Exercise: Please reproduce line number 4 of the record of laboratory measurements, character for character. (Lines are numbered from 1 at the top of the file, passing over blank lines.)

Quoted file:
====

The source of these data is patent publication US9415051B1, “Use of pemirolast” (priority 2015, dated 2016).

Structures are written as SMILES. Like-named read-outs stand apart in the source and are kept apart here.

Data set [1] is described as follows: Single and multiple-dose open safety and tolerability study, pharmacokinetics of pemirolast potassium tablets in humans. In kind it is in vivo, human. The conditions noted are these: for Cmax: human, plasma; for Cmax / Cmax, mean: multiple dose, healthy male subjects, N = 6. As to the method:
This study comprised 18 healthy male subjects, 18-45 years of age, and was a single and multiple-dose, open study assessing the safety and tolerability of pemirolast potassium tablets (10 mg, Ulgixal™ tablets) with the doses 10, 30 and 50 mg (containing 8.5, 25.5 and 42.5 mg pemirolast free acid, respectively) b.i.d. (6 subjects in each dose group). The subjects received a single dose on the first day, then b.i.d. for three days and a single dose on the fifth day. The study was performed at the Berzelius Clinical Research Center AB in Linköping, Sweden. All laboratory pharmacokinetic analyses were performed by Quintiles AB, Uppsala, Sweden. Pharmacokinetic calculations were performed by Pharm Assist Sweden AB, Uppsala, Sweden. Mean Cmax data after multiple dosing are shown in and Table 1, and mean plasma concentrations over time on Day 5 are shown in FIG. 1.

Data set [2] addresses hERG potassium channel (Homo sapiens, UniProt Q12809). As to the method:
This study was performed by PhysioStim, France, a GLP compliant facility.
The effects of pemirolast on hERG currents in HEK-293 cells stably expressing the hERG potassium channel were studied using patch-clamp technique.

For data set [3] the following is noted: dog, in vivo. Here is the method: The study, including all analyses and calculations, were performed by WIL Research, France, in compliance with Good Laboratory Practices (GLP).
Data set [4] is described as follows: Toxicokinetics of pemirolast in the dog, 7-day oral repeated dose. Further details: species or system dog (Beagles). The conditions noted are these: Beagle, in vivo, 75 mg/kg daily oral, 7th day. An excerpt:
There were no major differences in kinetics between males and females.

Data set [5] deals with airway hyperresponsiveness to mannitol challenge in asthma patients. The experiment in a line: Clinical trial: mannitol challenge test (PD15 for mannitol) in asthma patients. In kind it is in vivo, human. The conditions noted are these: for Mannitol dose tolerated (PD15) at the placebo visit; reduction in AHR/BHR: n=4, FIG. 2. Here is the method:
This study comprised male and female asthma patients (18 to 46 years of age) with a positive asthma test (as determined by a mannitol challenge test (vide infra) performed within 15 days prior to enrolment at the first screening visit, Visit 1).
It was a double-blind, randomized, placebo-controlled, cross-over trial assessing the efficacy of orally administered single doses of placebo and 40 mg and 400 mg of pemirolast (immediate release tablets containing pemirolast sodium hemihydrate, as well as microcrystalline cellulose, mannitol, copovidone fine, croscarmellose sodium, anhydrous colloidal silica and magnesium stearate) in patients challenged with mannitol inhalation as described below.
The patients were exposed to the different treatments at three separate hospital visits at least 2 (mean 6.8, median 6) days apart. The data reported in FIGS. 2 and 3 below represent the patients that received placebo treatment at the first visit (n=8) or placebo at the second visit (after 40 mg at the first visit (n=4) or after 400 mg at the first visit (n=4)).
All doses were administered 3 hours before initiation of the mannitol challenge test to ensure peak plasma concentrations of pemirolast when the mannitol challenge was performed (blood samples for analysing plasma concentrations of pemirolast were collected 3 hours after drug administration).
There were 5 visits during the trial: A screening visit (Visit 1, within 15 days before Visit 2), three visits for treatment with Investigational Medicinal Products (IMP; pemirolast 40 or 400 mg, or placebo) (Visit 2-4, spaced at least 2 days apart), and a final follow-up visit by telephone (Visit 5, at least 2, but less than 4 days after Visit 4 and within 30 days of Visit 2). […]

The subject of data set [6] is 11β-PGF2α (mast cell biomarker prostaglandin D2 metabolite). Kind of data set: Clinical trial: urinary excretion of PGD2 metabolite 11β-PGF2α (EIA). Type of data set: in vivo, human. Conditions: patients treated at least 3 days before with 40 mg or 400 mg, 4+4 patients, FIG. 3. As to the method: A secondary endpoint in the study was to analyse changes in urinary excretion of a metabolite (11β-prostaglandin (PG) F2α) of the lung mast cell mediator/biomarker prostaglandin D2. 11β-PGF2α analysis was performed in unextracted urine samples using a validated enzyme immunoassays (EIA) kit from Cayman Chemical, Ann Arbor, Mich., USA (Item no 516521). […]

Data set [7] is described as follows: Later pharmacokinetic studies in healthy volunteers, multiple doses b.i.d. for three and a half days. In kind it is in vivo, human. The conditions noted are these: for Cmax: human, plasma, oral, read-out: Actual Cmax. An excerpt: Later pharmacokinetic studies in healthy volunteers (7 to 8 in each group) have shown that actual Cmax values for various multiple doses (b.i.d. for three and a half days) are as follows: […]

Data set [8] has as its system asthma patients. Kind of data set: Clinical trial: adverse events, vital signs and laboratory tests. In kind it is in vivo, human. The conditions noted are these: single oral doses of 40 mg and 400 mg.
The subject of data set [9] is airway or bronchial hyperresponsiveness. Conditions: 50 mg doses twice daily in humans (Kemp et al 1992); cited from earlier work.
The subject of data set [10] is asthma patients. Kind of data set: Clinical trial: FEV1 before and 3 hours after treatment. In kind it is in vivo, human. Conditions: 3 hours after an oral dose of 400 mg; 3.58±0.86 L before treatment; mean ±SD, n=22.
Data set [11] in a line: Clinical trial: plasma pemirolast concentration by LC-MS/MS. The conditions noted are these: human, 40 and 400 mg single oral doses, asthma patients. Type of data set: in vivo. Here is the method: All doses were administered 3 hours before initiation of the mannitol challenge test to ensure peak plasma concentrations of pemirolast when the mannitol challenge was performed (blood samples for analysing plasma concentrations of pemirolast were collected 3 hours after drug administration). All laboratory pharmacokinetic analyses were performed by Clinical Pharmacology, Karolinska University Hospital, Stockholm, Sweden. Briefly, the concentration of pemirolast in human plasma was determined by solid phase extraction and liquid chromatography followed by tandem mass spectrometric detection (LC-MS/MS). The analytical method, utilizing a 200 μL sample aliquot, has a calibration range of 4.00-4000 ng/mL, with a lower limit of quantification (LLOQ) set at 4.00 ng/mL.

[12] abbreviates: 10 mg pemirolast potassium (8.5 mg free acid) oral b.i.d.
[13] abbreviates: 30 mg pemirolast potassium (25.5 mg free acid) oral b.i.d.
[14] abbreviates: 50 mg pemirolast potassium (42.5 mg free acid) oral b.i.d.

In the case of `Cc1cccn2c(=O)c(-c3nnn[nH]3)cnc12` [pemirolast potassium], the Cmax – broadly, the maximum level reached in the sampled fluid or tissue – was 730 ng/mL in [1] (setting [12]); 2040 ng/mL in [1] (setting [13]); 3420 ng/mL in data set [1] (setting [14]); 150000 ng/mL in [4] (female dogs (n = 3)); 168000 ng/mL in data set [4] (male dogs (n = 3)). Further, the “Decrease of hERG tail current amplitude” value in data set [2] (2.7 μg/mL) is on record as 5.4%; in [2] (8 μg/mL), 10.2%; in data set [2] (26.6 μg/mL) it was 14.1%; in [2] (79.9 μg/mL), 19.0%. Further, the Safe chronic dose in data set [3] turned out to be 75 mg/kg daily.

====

This study comprised 18 healthy male subjects, 18-45 years of age, and was a single and multiple-dose, open study assessing the safety and tolerability of pemirolast potassium tablets (10 mg, Ulgixal™ tablets) with the doses 10, 30 and 50 mg (containing 8.5, 25.5 and 42.5 mg pemirolast free acid, respectively) b.i.d. (6 subjects in each dose group). The subjects received a single dose on the first day, then b.i.d. for three days and a single dose on the fifth day. The study was performed at the Berzelius Clinical Research Center AB in Linköping, Sweden. All laboratory pharmacokinetic analyses were performed by Quintiles AB, Uppsala, Sweden. Pharmacokinetic calculations were performed by Pharm Assist Sweden AB, Uppsala, Sweden. Mean Cmax data after multiple dosing are shown in and Table 1, and mean plasma concentrations over time on Day 5 are shown in FIG. 1.